Health trust chiefs warn of 'significant risk' to patient safety due to escalating industrial action
THE chief executives of Northern Ireland's six health trusts have formally warned the Department of Health that "a significant risk to patient safety is likely" due to escalating industrial action.
In a statement released today, the heads of the Belfast, Northern, Western, Southern, South Eastern and Ambulance trusts say they have advised Permanent Secretary Richard Pengelly of the "real concern" for service continuity "during what is already a very demanding period".
"We now all need to urgently find a resolution to the current dispute," they state.
"We have been struggling with a system where funding has been made available on a yearly basis, which makes it impossible to plan for the long term. Demand is increasing and will continue to do so meaning that the current system is simply unsustainable.
"Given the immediate risk arising from the industrial action, it is essential that we find a means of resolving the dispute in the short term. We accept that this is not possible without ministerial intervention and further resource."
The intervention came as trade unions and the Belfast trust clashed yesterday over the cancellation of 10,000 appointments and surgeries - including testing for suspected cancer cases - due to industrial action.
Belfast health trust, which is the biggest in the north and houses many regional medical specialties, announced the move last Friday evening, linking it directly to walkouts by Unison and planned industrial action by the Royal College of Nursing (RCN).
Its chief executive, Martin Dillon, told the BBC that outpatient cancellations meant that some people due to have cancer diagnostic tests had their appointments "stood down".
This sparked a furious response from Unison and the RCN, who claimed the trust's decision was unnecessary.
The RCN will today begin the first phase of its 'work to rule' action, with thousands of members engaging in "nursing duties" only and not carrying out administration, portering and unpaid overtime, according to its director, Pat Cullen.
Similar action will take place by the union on two days next week, with an unprecedented all-out strike set for December 18 over safe staffing and pay.
Unison, which represents the majority of the north's healthcare workforce, began its phased strike action last week with workers across sterile supplies, transport and domestics taking to the picket lines, while those in pharmacy, x-ray services and security were among those who staged walkouts yesterday.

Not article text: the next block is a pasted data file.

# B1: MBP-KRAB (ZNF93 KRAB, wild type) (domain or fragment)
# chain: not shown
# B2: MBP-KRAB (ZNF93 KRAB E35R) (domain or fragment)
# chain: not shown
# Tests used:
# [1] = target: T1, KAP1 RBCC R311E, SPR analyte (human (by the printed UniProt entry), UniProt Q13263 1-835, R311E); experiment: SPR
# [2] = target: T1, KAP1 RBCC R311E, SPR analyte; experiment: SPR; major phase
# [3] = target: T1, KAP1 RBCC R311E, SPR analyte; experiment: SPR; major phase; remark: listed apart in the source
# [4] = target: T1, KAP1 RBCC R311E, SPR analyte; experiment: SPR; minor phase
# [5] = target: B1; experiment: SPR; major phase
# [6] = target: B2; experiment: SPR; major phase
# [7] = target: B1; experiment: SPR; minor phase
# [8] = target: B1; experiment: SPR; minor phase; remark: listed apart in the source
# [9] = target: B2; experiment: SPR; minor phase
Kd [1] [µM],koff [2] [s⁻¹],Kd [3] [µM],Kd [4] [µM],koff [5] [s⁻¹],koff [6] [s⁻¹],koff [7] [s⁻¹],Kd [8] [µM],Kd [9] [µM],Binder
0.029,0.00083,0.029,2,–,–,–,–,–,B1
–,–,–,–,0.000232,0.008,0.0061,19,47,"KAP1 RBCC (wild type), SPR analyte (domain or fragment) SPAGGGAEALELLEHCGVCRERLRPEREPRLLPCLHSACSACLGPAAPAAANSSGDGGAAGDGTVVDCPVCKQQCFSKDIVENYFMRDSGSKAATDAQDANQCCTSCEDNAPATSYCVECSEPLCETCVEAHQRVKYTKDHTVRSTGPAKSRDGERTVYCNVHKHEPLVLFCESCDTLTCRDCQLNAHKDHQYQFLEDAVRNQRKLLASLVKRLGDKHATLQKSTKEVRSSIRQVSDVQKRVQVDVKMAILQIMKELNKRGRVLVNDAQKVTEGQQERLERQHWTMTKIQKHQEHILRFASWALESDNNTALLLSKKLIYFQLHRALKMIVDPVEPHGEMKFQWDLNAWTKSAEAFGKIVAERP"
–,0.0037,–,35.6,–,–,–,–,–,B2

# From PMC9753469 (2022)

Regional secretary Patricia McKeown responded to Mr Dillon's comments by saying: "The trust did not indicate any intention to cancel cancer diagnostic treatment. If it had done so, it would have been exempted.
"We ask the Belfast trust to urgently engage with Unison's local representatives to explain why they have taken this action and to put it right."
Hospitals expected to be affected today by cancellations include the Royal Victoria Hospital, Children's Hospital, Royal Jubilee Maternity Hospital, School of Dentistry, Belfast City Hospital, Mater Hospital and Musgrave Park Hospital.
The RCN insisted its members would be "providing patient care today" and claimed there was "no rationale" for the "drastic" move.
Ms Cullen said it was "outrageous" to attempt to blame nurses for decisions to cancel operations and had "significantly increased the levels of anger amongst nurses and made us more determined than ever to intensify our demand for safe and effective patient care".
"Our members will be working today apart from lunchtime when we will meet for an hour at 12.15pm. They will not be carrying out those non-nursing duties which are being used to prop up the health service and which they routinely carry out," she said.
"They are not withdrawing their labour... and we do not accept, on any level, that this should result in the cancellation, at such short notice, of all of these appointments. In fact, some of our members have contacted me to say that patients turned up on Monday after being told their appointments were cancelled - but were treated as nurses were on the ground."
She added: "Our nurses have taken on the burden of running the health service and they cannot continue to do this - they have been forced to resort to this action."
In a statement, the Belfast trust said it understands the "distress and anxiety" by the cancelled appointments and apologised for the "significant impact" on patients.
A spokesman said it was linked to the "combined impact" of industrial action by two unions.
"This means that not just nursing but vital patient support services are affected. All our staff play a central role in ensuring the totality of services to all our patients continue," he said.
"This includes pharmacy services; sterilising instruments for day procedures and operations; transporting sterile and dirty equipment to and from operating theatres; ensuring patient samples go to laboratories; medical records; x-ray and imaging services; portering services to bring patients to and from scans and theatres; catering; domestic services; laundry; security; and car parking.
"Industrial action including strike action and action short of strike involving all these areas is taking place this week. Across all our sites, we have work to rules where we cannot access bank staff, overtime or additional hours should staff call in sick.
"We have therefore, regrettably been left in the position that we cannot guarantee required staffing levels for the impacted services and once again apologise to all patients affected. Our principle priority is to maintain a safe environment for staff and patients alike across our facilities."